Heartland Virus in Humans and Ticks, Illinois, USA, 2018–2019

Holly C. Tuten; Kristen L. Burkhalter; Kylee R. Noel; Erica J. Hernandez; Seth Yates; Keith Wojnowski; John Hartleb; Samantha Debosik; April Holmes; Christopher M. Stone

Disclosures

Emerging Infectious Diseases. 2020;26(7):1548-1552. 

In This Article

Abstract and Introduction

Abstract

In 2018, Heartland disease virus infected 2 persons in Illinois, USA. In 2019, ticks were collected at potential tick bite exposure locations and tested for Heartland and Bourbon viruses. A Heartland virus–positive pool of adult male Amblyomma americanum ticks was found at 2 locations, 439 km apart, suggesting widespread distribution in Illinois.

Introduction

Heartland virus (HRTV), a phlebovirus in the order Bunyavirales, is an emerging zoonotic pathogen. In 2009, after 2 cases were identified in persons in Missouri, additional cases were subsequently reported from Kansas, Oklahoma, Arkansas, Missouri, Tennessee, Kentucky, Indiana, Georgia, and South Carolina. Disease onset was most often during April–September.[1] HRTV symptoms can initially resemble those of ehrlichiosis[2] and include fatigue, fever, leukopenia, and thrombocytopenia.[3] Human illness caused by HRTV infection often requires hospitalization and has resulted in death.[1]

After 2 persons infected with HRTV in northwestern Missouri reported having noticed attached ticks before symptom onset,[4] subsequent entomologic studies detected HRTV in nymphal Amblyomma americanum ticks. Laboratory studies confirmed the competence of A. americanum ticks for transmitting HRTV transstadially and horizontally.[5] This body of evidence led to the implication of A. americanum ticks as the putative vector of HRTV.[2,6] Serologic surveys of mammals and birds subsequently detected HRTV-specific neutralizing antibodies in a variety of mammals, including raccoons and white-tailed deer, suggesting that various medium- and large-sized mammals may serve as hosts.[3,7]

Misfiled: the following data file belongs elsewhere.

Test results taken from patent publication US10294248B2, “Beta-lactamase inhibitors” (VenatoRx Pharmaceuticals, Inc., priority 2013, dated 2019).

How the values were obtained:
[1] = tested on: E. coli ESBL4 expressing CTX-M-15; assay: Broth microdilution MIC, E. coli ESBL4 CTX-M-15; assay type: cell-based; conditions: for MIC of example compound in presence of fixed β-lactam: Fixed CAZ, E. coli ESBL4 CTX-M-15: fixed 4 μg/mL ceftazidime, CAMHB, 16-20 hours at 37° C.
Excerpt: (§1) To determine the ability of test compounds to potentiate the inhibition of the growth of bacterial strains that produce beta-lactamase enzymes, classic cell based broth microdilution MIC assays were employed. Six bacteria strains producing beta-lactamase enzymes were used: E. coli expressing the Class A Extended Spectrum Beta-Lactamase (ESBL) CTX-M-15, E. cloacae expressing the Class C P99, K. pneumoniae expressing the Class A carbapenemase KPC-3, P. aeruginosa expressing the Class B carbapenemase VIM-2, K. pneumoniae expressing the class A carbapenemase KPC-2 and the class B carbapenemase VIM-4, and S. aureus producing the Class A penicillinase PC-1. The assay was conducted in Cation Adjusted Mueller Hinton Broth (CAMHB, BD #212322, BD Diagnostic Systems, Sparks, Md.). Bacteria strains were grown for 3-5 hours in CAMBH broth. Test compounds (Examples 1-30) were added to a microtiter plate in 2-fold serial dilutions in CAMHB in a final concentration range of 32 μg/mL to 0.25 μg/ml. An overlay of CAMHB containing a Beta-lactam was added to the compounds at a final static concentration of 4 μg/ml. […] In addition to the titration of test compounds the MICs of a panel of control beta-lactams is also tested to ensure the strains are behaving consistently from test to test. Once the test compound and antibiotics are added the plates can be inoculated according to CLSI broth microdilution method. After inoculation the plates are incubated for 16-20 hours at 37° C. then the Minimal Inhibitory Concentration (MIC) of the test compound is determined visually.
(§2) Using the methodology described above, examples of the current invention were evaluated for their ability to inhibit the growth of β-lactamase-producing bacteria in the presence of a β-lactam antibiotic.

A. americanum ticks are vectors of public health concern because of their aggressive biting behavior, willingness to feed on humans, and abundance. Over the past century, their distribution range has expanded northward,[8] and population establishment continues to increase because of climate change.[9] Habitat suitability models have suggested that this species' fundamental niche should reach the center of Illinois[10] or eventually encompass the state entirely.[9]

In July 2018, a Kankakee County, Illinois, resident (case-patient 1) reported having incurred multiple tick bites while camping on private residential property. The patient was hospitalized with fever, headache, myalgia, nausea, diarrhea, and a diffuse maculopapular rash. In September 2018, a Williamson County, Illinois, resident (case-patient 2) noticed tick bites while staying at a campground near home. The patient was hospitalized with fever, headache, myalgia, fatigue, decreased appetite, nausea, and diarrhea. The Centers for Disease Control and Prevention (CDC) confirmed that clinical samples from both patients were positive for HRTV. We subsequently performed entomologic investigations to determine tick density and HRTV prevalence among tick populations at the likely sites of exposure.

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